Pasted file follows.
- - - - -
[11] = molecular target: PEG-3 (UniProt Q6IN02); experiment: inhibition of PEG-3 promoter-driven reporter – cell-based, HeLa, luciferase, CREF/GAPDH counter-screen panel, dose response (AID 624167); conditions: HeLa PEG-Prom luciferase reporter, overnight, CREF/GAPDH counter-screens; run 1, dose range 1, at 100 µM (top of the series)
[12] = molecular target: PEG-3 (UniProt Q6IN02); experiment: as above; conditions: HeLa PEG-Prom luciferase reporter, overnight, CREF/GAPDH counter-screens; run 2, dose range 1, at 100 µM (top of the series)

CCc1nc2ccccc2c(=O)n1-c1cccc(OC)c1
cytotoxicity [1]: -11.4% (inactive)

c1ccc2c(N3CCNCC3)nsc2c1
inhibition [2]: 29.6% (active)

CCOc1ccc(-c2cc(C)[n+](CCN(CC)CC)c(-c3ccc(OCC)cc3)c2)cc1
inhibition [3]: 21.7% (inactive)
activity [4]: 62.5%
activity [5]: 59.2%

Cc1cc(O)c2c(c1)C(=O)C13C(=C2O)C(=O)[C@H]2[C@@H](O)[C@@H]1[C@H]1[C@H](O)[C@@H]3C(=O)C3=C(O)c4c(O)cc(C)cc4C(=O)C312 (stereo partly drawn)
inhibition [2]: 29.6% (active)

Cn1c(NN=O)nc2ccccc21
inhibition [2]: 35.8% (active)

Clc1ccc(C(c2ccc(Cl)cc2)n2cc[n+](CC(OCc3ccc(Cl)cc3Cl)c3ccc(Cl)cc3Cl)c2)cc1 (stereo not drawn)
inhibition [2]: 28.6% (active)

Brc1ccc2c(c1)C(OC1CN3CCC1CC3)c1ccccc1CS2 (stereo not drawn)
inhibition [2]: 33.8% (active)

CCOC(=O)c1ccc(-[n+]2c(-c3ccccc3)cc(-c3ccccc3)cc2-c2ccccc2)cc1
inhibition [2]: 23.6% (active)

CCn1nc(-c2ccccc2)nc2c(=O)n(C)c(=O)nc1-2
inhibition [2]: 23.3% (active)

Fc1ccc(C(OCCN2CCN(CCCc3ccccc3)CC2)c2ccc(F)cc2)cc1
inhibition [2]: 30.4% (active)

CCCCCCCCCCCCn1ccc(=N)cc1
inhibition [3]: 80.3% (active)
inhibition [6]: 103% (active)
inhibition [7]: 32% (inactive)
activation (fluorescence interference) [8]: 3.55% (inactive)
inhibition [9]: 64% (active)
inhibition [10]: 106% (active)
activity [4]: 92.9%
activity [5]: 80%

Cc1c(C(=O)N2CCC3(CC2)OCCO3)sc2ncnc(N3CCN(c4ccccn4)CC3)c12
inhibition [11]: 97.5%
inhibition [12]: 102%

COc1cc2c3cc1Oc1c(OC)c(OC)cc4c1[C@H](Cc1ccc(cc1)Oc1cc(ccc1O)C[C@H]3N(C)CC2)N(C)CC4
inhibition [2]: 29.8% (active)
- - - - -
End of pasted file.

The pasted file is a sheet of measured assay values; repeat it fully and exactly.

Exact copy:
[11] = molecular target: PEG-3 (UniProt Q6IN02); experiment: inhibition of PEG-3 promoter-driven reporter – cell-based, HeLa, luciferase, CREF/GAPDH counter-screen panel, dose response (AID 624167); conditions: HeLa PEG-Prom luciferase reporter, overnight, CREF/GAPDH counter-screens; run 1, dose range 1, at 100 µM (top of the series)
[12] = molecular target: PEG-3 (UniProt Q6IN02); experiment: as above; conditions: HeLa PEG-Prom luciferase reporter, overnight, CREF/GAPDH counter-screens; run 2, dose range 1, at 100 µM (top of the series)

CCc1nc2ccccc2c(=O)n1-c1cccc(OC)c1
cytotoxicity [1]: -11.4% (inactive)

c1ccc2c(N3CCNCC3)nsc2c1
inhibition [2]: 29.6% (active)

CCOc1ccc(-c2cc(C)[n+](CCN(CC)CC)c(-c3ccc(OCC)cc3)c2)cc1
inhibition [3]: 21.7% (inactive)
activity [4]: 62.5%
activity [5]: 59.2%

Cc1cc(O)c2c(c1)C(=O)C13C(=C2O)C(=O)[C@H]2[C@@H](O)[C@@H]1[C@H]1[C@H](O)[C@@H]3C(=O)C3=C(O)c4c(O)cc(C)cc4C(=O)C312 (stereo partly drawn)
inhibition [2]: 29.6% (active)

Cn1c(NN=O)nc2ccccc21
inhibition [2]: 35.8% (active)

Clc1ccc(C(c2ccc(Cl)cc2)n2cc[n+](CC(OCc3ccc(Cl)cc3Cl)c3ccc(Cl)cc3Cl)c2)cc1 (stereo not drawn)
inhibition [2]: 28.6% (active)

Brc1ccc2c(c1)C(OC1CN3CCC1CC3)c1ccccc1CS2 (stereo not drawn)
inhibition [2]: 33.8% (active)

CCOC(=O)c1ccc(-[n+]2c(-c3ccccc3)cc(-c3ccccc3)cc2-c2ccccc2)cc1
inhibition [2]: 23.6% (active)

CCn1nc(-c2ccccc2)nc2c(=O)n(C)c(=O)nc1-2
inhibition [2]: 23.3% (active)

Fc1ccc(C(OCCN2CCN(CCCc3ccccc3)CC2)c2ccc(F)cc2)cc1
inhibition [2]: 30.4% (active)

CCCCCCCCCCCCn1ccc(=N)cc1
inhibition [3]: 80.3% (active)
inhibition [6]: 103% (active)
inhibition [7]: 32% (inactive)
activation (fluorescence interference) [8]: 3.55% (inactive)
inhibition [9]: 64% (active)
inhibition [10]: 106% (active)
activity [4]: 92.9%
activity [5]: 80%

Cc1c(C(=O)N2CCC3(CC2)OCCO3)sc2ncnc(N3CCN(c4ccccn4)CC3)c12
inhibition [11]: 97.5%
inhibition [12]: 102%

COc1cc2c3cc1Oc1c(OC)c(OC)cc4c1[C@H](Cc1ccc(cc1)Oc1cc(ccc1O)C[C@H]3N(C)CC2)N(C)CC4
inhibition [2]: 29.8% (active)